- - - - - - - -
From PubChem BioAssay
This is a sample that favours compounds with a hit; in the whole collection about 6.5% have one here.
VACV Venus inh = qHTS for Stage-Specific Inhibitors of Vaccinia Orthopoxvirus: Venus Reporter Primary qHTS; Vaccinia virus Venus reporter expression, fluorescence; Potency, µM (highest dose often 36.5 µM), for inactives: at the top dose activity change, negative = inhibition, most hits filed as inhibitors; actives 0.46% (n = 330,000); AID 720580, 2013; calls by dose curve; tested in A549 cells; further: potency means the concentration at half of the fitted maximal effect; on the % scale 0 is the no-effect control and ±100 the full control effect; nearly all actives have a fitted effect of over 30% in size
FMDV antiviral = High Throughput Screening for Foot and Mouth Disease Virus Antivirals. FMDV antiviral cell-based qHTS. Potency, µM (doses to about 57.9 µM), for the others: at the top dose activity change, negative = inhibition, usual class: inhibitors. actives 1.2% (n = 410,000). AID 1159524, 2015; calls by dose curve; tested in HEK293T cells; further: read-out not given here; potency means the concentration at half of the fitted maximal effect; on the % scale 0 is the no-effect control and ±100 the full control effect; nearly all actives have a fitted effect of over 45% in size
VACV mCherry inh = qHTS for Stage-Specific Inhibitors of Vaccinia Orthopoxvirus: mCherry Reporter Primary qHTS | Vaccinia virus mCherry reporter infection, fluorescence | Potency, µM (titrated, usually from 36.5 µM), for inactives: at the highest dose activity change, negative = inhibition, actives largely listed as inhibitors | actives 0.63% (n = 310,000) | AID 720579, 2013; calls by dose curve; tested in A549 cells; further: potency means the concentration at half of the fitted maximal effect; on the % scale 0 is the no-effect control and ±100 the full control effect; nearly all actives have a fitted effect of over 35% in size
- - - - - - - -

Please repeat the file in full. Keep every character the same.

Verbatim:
From PubChem BioAssay
This is a sample that favours compounds with a hit; in the whole collection about 6.5% have one here.
VACV Venus inh = qHTS for Stage-Specific Inhibitors of Vaccinia Orthopoxvirus: Venus Reporter Primary qHTS; Vaccinia virus Venus reporter expression, fluorescence; Potency, µM (highest dose often 36.5 µM), for inactives: at the top dose activity change, negative = inhibition, most hits filed as inhibitors; actives 0.46% (n = 330,000); AID 720580, 2013; calls by dose curve; tested in A549 cells; further: potency means the concentration at half of the fitted maximal effect; on the % scale 0 is the no-effect control and ±100 the full control effect; nearly all actives have a fitted effect of over 30% in size
FMDV antiviral = High Throughput Screening for Foot and Mouth Disease Virus Antivirals. FMDV antiviral cell-based qHTS. Potency, µM (doses to about 57.9 µM), for the others: at the top dose activity change, negative = inhibition, usual class: inhibitors. actives 1.2% (n = 410,000). AID 1159524, 2015; calls by dose curve; tested in HEK293T cells; further: read-out not given here; potency means the concentration at half of the fitted maximal effect; on the % scale 0 is the no-effect control and ±100 the full control effect; nearly all actives have a fitted effect of over 45% in size
VACV mCherry inh = qHTS for Stage-Specific Inhibitors of Vaccinia Orthopoxvirus: mCherry Reporter Primary qHTS | Vaccinia virus mCherry reporter infection, fluorescence | Potency, µM (titrated, usually from 36.5 µM), for inactives: at the highest dose activity change, negative = inhibition, actives largely listed as inhibitors | actives 0.63% (n = 310,000) | AID 720579, 2013; calls by dose curve; tested in A549 cells; further: potency means the concentration at half of the fitted maximal effect; on the % scale 0 is the no-effect control and ±100 the full control effect; nearly all actives have a fitted effect of over 35% in size